“The Living Building Challenge (LBC) is setting the standard for how to build in the 21st century by establishing the highest bar yet for environmental performance and ecological responsibility within the built environment … by “building a new model” and establishing new benchmarks for non-‐toxic, net-‐zero structures… The Living Building Challenge goes far beyond current best practices, reframing the relationship between the built and natural environments. LBC seeks to lead the charge toward a holistic standard that could yield an entirely new level of integration between building systems, transportation, technology, natural resources, and community. If widely adopted, this approach would significantly enhance the level of broad-‐based social collaboration throughout the design and building process and beyond, dramatically reducing the destructiveness of current construction, boost the livability, health, and resilience of communities … the International Future Living Institute is charting a new and critically needed course in an industry that arguably remains one of the most consumptive … The LBC’s model of regenerative design in the built environment could provide a critical leverage point in the roadmap to a sustainable future and is an exemplary trim tab in its potential to catalyze innovation in such a high impact, high consumption industry…”
This is a valuable new asset and tool for the green building and green contracting community in NYC nd abroad in the fight for a greener and livable tomorrow.
The intent of Bergman’s book was to give perspective on what sustainable design is and where it is headed versus where we want it to go. He reminds us that before the Industrial Revolution people designed with what nature provided but after we started looking at nature as an obstacle, something to overcome. As Szenasy pointed out, people wanted to subdue nature and we always referred to nature as “her.”
Green design, in many ways, is an attempt to return to the pre-Industrial Revolution way of thinking in order to sustain our natural resources long into the future. Bergman argues that it has evolved into several stages from “Design as Usual” to “Design as Unusual” to “Green Design as Unusual” to “Green Design as Usual”. In a nutshell, designers first started doing unusual things in response to the environmental movement– this got labeled as green design– which eventually became more commonplace in the design world, or “usual.”
Now Bergman asks if we should be heading toward a new stage called “Design as Usual” where the green element of design becomes transparent. “Transparent green” is the idea that green thinking should be integral to all design and not a separate category. It sounds good but Bergman poses this question: if green is implied in design, will consumers stay aware of sustainability issues? This is where the panel started.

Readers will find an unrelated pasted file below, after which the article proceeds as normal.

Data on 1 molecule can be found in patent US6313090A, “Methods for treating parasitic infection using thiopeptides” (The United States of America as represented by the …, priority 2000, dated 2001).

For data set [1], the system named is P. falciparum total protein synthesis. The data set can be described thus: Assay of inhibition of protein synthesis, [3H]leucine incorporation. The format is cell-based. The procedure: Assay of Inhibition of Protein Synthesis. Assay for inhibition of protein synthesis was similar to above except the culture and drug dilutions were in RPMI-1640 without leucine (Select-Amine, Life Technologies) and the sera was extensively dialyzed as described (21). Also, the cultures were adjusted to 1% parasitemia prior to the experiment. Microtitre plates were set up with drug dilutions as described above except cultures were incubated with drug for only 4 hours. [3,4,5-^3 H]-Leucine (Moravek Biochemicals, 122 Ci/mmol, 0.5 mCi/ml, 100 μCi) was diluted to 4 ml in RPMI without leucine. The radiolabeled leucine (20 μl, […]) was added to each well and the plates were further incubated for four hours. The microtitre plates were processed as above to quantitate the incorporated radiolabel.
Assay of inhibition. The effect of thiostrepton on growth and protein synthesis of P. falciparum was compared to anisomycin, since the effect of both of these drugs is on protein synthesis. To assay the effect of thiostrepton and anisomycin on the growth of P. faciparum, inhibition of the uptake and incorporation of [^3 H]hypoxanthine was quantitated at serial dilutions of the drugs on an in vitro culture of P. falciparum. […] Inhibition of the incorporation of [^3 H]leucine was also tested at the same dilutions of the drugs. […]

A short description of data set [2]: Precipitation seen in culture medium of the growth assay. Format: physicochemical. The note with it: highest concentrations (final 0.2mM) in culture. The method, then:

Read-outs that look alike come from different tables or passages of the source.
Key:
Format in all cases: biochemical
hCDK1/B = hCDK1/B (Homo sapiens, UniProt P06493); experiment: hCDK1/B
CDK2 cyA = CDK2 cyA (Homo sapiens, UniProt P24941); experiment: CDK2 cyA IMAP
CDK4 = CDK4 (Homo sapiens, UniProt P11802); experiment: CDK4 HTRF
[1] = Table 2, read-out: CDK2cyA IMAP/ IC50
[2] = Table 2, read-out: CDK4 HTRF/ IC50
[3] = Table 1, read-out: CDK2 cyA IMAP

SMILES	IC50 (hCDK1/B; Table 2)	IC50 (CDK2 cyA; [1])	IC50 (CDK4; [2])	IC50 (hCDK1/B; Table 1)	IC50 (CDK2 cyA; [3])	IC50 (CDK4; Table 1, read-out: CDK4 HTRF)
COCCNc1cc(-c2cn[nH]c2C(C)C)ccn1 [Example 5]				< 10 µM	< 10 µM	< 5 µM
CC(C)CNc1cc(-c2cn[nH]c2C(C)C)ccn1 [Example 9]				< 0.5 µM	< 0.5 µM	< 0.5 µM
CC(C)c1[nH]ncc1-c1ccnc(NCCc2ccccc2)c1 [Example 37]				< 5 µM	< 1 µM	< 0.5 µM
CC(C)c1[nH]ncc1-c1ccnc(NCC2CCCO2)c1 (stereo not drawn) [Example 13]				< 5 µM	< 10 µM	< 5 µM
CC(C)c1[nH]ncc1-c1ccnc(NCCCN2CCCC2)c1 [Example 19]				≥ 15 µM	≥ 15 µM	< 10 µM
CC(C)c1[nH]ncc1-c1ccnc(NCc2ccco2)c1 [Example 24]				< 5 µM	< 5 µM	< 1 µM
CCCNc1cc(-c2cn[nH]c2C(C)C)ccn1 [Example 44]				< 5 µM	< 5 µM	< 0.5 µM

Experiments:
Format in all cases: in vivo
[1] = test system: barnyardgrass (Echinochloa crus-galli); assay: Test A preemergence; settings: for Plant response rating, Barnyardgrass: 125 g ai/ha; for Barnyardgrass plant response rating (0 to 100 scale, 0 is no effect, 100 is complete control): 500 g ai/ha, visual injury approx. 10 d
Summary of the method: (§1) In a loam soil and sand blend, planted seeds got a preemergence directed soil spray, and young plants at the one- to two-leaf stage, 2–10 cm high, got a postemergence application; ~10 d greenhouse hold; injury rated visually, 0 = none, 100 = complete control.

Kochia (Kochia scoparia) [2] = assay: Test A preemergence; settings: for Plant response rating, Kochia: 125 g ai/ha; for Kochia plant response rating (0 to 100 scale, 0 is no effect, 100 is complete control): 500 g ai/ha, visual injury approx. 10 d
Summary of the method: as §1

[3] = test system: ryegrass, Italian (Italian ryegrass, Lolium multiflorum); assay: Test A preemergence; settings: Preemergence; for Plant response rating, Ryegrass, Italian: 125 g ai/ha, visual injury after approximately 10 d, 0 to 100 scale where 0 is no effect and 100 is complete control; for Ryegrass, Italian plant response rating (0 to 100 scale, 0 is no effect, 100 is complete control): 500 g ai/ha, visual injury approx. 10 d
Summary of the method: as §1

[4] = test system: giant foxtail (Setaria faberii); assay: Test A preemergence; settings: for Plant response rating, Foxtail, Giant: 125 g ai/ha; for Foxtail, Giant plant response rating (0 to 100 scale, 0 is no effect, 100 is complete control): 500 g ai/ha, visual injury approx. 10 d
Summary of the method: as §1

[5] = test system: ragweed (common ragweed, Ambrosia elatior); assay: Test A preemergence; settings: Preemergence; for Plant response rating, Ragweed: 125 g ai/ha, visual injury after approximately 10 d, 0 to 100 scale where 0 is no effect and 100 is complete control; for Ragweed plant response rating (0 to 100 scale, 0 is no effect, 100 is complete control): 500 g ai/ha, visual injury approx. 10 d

It seemed to be unanimously agreed that sustainability must be achieved through redesigning systems, not just products. Milne stated that government has the ability to create sustainable, closed systems and that there is an opportunity there to change market demands and standards, unlike within the private sector, which seldom stays in a closed system and has different motivations.
Joachim asserted that there is a need to reform education so that systems-thinking is better incorporated. He was opposed to the idea of specified majors that restrict students to only thinking about the world in one sense. Bergman agreed and said that that is why he loves architecture so much, “It is one of the last generalist fields.”
There needs to be a shift in society’s mindset toward consumption. Product designers shouldn’t be working with perceived or planned obsolescence in mind. Architects shouldn’t be wasting tons of materials and energy on decorative features. The public should divorce itself from such things as the idea of shopping as recreation. How do we do this?
Szenasy wonders why these issues haven’t gotten better PR. Why, for example, isn’t New York City prouder of its green efforts? City planners across the country look to New York as a leader in green design. Milne applauded the city’s efforts toward “active design,” which is where city infrastructure is built to engage the public and force them to exercise. But how many people are even aware that the city is doing that? How many people would be upset that the city is doing that? Look at the High Line. Cities around the country are starting projects to mimic New York’s great park yet the panel wondered, how many New Yorkers are aware of the sustainable implications of the park, how it’s revitalized a neighborhood, how the use of native plants has reduced water and energy use while also increasing native biodiversity, and so forth?
Someone suggested one reason is because when people think of “green”, they think of the apocalypse. People don’t want to think of the possibility of humanity ending, especially if it is because of their own irresponsible behaviors. Joachim said many people see green standards as a loss of liberty. Living sustainably often means giving something up and no one wants to be forced to do that.
In the end, it seems like the solution lies somewhere between education and redesign. Society needs to better understand how and why to live green and the systems we live in need to be reorganized.